More specifically, PACT currently provides up-to-date information on the activities planned, ongoing or completed by ECHA and/or Member State Competent Authorities for a given substance in the following areas:

  • Data generation and assessment – dossier evaluation, substance evaluation, informal hazard assessment (PBT/vPvB/ED).
  • Assessment of regulatory needs (ARN).
  • Regulatory risk management – harmonised classification and labelling (CLH), SVHC identification, restriction.

The Commission wants to expand PACT to all safety assessment legislation processes, leading to better readability of all planned and ongoing assessments of chemicals.

In addition to PACT, an inter-service group would be created within the Commission to coordinate actions on chemical assessment across legislations, and an Expert Working Group of Member States including the Commission services and Agencies is to be set up to support the implementation of OSOA.

Allocation

The second pillar will be the allocation phase, consisting of the redistribution of work between agencies. The Commission plans to propose a horizontal legislative act on the reallocation of EU technical and scientific work on chemicals. Accordingly, the respective legal texts organizing chemicals assessment should be amended to reflect the reallocation of tasks and responsibilities of EFSA, ECHA, EMA and EEA. This is expected by 2023.

Though it is unclear to what extent it would contribute to OSOA, the Commission has announced a proposal to strengthen the governance of ECHA and increase the sustainability of its financing model by 2023 as part of the allocation stage.

Data

Third, several key actions will be taken regarding data. One core initiative will be the creation of a common open data platform on chemicals to be set up by 2023, i.e., a single access point to data and information on chemicals in the EU. According to the CSS, this platform will “facilitate the sharing, access and re-use of information on chemicals coming from all sources”. This open data platform raises certain important questions – such as those identified by Cefic in a position paper of May 2021 “Cefic views on the Open Data Platform” – including the extent to which it will replace the existing ECHA dissemination portal and OpenEFSA portal.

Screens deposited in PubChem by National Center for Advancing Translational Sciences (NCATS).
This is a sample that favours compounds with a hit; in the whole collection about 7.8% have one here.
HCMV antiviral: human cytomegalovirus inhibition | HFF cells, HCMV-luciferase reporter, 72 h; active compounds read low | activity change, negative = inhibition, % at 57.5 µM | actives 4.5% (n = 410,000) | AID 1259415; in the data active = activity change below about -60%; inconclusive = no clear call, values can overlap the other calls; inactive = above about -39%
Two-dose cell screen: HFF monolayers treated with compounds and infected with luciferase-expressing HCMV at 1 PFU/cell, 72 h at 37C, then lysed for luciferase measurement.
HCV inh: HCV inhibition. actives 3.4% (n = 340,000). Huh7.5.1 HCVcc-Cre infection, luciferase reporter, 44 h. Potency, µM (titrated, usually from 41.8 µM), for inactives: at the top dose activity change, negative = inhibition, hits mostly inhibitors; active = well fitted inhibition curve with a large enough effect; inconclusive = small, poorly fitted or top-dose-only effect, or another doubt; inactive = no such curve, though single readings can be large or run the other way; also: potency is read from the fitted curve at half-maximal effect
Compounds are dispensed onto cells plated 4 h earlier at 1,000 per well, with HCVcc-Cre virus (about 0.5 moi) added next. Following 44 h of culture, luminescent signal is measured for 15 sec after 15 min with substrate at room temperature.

Another key action is the harmonization on the data format, i.e., a shift towards IUCLID for hazard and use data, and to IPCHEM for monitoring data, as well as the creation of tools for making academic data suitable and easily available for regulatory purposes by 2023.

Finally the adoption of a legal act is expected to amend the existing legislations with respect to the way data are handled and reported. This will allow a streamline of all data owned by EU agencies, and ensure that those data are reused pursuant to open data and transparency principles. It may also affect the powers of agencies to commission testing and to monitor substances.

Methodology

The fourth and last building block relates to methodology. Essentially, it consists of the harmonization of human health and environment-based safety values (e.g., predicted no-effect concentrations (PNECs) or derived no-effect levels (DNEL)) and of the creation of a Centralized EU repository of human and environmental health-based limit values to promote reuse of health-based limit values by 2022.

How can we help ?

The Mayer Brown regulatory team has longstanding experience on chemicals legislation, with expertise dating back long before the development of REACH. We have a thorough knowledge of the legislative evolutions affecting this field, which we can use to advise on the significant reforms to come.